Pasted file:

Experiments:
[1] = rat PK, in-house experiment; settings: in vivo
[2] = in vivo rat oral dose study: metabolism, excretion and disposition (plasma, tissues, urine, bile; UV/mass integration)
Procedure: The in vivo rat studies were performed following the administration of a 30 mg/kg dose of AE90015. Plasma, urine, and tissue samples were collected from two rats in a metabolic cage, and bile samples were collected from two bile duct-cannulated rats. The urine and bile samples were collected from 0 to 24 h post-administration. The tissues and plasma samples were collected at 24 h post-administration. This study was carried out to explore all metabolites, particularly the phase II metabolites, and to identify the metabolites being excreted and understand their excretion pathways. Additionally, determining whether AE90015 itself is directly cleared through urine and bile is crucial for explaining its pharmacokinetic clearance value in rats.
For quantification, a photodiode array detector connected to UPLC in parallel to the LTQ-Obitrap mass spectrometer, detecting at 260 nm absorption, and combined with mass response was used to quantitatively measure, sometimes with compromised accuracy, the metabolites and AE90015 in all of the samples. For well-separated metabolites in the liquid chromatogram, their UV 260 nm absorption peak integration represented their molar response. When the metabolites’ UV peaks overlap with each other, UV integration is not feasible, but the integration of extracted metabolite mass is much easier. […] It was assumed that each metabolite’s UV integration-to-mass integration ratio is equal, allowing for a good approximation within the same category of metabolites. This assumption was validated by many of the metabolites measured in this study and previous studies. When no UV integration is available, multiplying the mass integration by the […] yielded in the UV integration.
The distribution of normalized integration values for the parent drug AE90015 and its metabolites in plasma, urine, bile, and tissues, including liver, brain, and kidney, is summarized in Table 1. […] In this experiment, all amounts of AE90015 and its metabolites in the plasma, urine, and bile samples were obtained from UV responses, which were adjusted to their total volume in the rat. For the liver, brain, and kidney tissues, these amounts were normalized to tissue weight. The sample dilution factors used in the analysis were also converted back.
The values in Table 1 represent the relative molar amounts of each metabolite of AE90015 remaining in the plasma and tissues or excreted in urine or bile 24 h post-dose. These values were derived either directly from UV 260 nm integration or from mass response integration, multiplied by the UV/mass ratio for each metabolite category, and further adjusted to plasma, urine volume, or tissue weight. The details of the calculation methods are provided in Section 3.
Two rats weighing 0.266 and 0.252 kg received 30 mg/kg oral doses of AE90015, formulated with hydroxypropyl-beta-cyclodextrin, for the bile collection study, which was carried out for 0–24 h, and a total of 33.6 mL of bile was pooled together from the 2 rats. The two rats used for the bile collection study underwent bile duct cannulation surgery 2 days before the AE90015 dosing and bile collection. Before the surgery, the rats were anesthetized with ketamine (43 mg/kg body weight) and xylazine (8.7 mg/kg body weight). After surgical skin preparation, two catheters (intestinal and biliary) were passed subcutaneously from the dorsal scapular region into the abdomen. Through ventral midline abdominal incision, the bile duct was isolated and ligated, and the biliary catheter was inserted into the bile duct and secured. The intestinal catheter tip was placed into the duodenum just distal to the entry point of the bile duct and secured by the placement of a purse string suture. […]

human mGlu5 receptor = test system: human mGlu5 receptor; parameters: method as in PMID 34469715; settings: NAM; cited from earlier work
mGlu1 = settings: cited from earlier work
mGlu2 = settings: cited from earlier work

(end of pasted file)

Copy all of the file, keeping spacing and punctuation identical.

Experiments:
[1] = rat PK, in-house experiment; settings: in vivo
[2] = in vivo rat oral dose study: metabolism, excretion and disposition (plasma, tissues, urine, bile; UV/mass integration)
Procedure: The in vivo rat studies were performed following the administration of a 30 mg/kg dose of AE90015. Plasma, urine, and tissue samples were collected from two rats in a metabolic cage, and bile samples were collected from two bile duct-cannulated rats. The urine and bile samples were collected from 0 to 24 h post-administration. The tissues and plasma samples were collected at 24 h post-administration. This study was carried out to explore all metabolites, particularly the phase II metabolites, and to identify the metabolites being excreted and understand their excretion pathways. Additionally, determining whether AE90015 itself is directly cleared through urine and bile is crucial for explaining its pharmacokinetic clearance value in rats.
For quantification, a photodiode array detector connected to UPLC in parallel to the LTQ-Obitrap mass spectrometer, detecting at 260 nm absorption, and combined with mass response was used to quantitatively measure, sometimes with compromised accuracy, the metabolites and AE90015 in all of the samples. For well-separated metabolites in the liquid chromatogram, their UV 260 nm absorption peak integration represented their molar response. When the metabolites’ UV peaks overlap with each other, UV integration is not feasible, but the integration of extracted metabolite mass is much easier. […] It was assumed that each metabolite’s UV integration-to-mass integration ratio is equal, allowing for a good approximation within the same category of metabolites. This assumption was validated by many of the metabolites measured in this study and previous studies. When no UV integration is available, multiplying the mass integration by the […] yielded in the UV integration.
The distribution of normalized integration values for the parent drug AE90015 and its metabolites in plasma, urine, bile, and tissues, including liver, brain, and kidney, is summarized in Table 1. […] In this experiment, all amounts of AE90015 and its metabolites in the plasma, urine, and bile samples were obtained from UV responses, which were adjusted to their total volume in the rat. For the liver, brain, and kidney tissues, these amounts were normalized to tissue weight. The sample dilution factors used in the analysis were also converted back.
The values in Table 1 represent the relative molar amounts of each metabolite of AE90015 remaining in the plasma and tissues or excreted in urine or bile 24 h post-dose. These values were derived either directly from UV 260 nm integration or from mass response integration, multiplied by the UV/mass ratio for each metabolite category, and further adjusted to plasma, urine volume, or tissue weight. The details of the calculation methods are provided in Section 3.
Two rats weighing 0.266 and 0.252 kg received 30 mg/kg oral doses of AE90015, formulated with hydroxypropyl-beta-cyclodextrin, for the bile collection study, which was carried out for 0–24 h, and a total of 33.6 mL of bile was pooled together from the 2 rats. The two rats used for the bile collection study underwent bile duct cannulation surgery 2 days before the AE90015 dosing and bile collection. Before the surgery, the rats were anesthetized with ketamine (43 mg/kg body weight) and xylazine (8.7 mg/kg body weight). After surgical skin preparation, two catheters (intestinal and biliary) were passed subcutaneously from the dorsal scapular region into the abdomen. Through ventral midline abdominal incision, the bile duct was isolated and ligated, and the biliary catheter was inserted into the bile duct and secured. The intestinal catheter tip was placed into the duodenum just distal to the entry point of the bile duct and secured by the placement of a purse string suture. […]

human mGlu5 receptor = test system: human mGlu5 receptor; parameters: method as in PMID 34469715; settings: NAM; cited from earlier work
mGlu1 = settings: cited from earlier work
mGlu2 = settings: cited from earlier work